While marketings appeared good for the near term fed cash market, the decline in August placements had analysts excited about deferred fed cattle futures. Last month marked the third straight month that monthly placements were down from a year ago. In fact the period of June, July and August saw one-third fewer cattle placed in feedlots, compared to last year.
According to Robb, there are very few yearling cattle available and cattle feeders are shying away from cattle that will require more overall expense because of taking longer to finish out. In addition, three months worth of losses has kept feeders from wanting to spend more money than they have to on replacement cattle.
Grazing interest has also picked up as fall grass and forage quality and quantity in the central and southern Plains and the Southwest have been called "unbelievably good to excellent."
"What heavy placements are out there are being placed. In fact, the only placement weight group to show an increase (compared to last year) was the 800 pounders and heavier," said Lance Zuhrmann, M&Z Livestock Analytics. "Every other weight category was down significantly."
There were only 506,000 head of six-weight calves and lighter placed in August, compared to 602,000 last year; 413,000 head were placed weighing 600-700 pounds, compared to 529,000 head last year; and 700-800 pound placements totaled 565,000, compared to 659,000 in August 2003. The heaviest weight category totaled 615,000 head, compared with 594,000 a year ago.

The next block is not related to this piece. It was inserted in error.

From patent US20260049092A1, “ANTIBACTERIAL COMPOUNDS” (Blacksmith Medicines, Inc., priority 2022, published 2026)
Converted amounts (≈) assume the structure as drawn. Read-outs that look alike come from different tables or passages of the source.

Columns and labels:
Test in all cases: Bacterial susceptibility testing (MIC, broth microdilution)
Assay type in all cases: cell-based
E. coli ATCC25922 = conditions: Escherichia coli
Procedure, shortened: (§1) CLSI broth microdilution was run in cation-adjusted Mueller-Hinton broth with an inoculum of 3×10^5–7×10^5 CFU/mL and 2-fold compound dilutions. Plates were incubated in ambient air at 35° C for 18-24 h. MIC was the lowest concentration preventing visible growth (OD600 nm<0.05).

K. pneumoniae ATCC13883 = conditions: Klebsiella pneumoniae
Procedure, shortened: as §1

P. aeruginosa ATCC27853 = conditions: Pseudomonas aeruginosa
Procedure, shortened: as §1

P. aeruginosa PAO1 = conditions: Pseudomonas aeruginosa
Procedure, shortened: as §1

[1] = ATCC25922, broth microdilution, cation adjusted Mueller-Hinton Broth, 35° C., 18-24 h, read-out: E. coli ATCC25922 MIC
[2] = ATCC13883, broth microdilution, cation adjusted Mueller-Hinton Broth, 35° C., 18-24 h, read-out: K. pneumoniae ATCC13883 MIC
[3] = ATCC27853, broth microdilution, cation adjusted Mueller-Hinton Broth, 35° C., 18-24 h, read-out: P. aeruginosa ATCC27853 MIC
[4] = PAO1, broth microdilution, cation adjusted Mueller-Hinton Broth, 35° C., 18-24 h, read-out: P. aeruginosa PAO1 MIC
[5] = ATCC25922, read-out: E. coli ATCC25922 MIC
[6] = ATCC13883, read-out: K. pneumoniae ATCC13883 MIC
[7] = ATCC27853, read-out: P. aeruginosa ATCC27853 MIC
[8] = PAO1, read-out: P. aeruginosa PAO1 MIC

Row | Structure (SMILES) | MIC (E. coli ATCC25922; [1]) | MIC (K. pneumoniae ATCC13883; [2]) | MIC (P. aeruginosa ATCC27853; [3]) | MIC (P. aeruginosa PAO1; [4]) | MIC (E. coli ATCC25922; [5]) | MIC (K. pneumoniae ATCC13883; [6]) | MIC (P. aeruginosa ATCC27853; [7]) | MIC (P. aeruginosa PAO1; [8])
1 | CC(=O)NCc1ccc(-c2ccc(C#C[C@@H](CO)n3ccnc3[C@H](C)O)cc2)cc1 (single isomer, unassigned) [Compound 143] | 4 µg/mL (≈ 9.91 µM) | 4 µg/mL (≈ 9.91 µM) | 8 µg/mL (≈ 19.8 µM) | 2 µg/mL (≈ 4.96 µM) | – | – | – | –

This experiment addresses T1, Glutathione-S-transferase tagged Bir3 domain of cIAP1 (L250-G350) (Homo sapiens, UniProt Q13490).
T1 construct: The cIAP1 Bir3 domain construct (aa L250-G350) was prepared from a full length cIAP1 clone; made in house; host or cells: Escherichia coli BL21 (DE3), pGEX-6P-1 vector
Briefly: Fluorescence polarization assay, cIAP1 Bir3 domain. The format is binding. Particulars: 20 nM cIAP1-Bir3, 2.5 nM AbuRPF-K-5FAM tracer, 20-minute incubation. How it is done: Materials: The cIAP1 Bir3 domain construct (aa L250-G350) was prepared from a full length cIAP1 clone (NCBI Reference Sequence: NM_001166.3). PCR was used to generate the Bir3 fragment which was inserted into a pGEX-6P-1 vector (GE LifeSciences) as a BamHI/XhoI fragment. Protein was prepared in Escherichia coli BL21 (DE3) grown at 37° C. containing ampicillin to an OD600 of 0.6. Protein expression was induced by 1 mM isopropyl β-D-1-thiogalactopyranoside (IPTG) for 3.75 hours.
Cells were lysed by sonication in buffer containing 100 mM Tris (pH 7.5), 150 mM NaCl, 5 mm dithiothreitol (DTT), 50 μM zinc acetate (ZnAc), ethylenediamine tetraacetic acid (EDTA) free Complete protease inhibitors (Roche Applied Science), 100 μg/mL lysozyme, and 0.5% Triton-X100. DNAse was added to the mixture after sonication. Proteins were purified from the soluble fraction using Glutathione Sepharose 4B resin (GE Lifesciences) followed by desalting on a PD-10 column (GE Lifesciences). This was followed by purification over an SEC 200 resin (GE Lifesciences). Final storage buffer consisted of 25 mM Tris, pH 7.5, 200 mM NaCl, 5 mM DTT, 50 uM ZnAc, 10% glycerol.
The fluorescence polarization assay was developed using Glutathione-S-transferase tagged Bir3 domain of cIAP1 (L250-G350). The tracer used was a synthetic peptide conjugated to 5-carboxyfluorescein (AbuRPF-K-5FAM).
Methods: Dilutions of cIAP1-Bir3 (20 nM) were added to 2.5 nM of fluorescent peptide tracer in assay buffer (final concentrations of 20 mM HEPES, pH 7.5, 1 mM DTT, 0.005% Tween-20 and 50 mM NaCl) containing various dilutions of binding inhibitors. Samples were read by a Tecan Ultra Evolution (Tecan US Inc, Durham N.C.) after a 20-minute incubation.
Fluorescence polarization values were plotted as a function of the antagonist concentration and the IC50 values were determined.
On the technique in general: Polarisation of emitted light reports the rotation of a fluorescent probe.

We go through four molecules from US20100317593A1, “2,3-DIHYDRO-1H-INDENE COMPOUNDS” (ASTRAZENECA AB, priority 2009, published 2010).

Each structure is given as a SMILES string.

"There are a lot fewer cattle in feedlots that would normally be set for February through April marketings, and that bodes well for those months, futures wise," said Zuhrmann. "A third fewer cattle this summer is significant and should be a positive come late winter, early spring."
There was some concern expressed by analysts that feeder calf prices over the next few months may see some slight struggles because of larger-than-expected supplies being met by more finicky feedlot buyers.
Most analysts are fearful that a colder and wetter-than-normal winter will severely restrict the amount of money cattle feeders are willing to dole out because of the extra time, labor and expense it could take to transition cattle onto full feed and the additional health concerns that arise with extreme winter weather.
"The one thing fewer summer placements means is that more (feeder) cattle will be on the market this fall, and that means buyers can be more selective on what they buy and a little more judicious with the money they want to spend," said Zuhrmann. "However, it's not like the market is going to entirely crater. It's still likely that producers will get $12-15 more (per cwt) than they have in years past."
USDA's report also indicated that fewer placements were needed than last year because there were seven percent fewer disappearances reported this August, compared to last year. In most cases, analysts said feedlots were holding onto their cattle and feeding them through rather than releasing some out to fall pasture. — Steven D. Vetter, WLJ Editor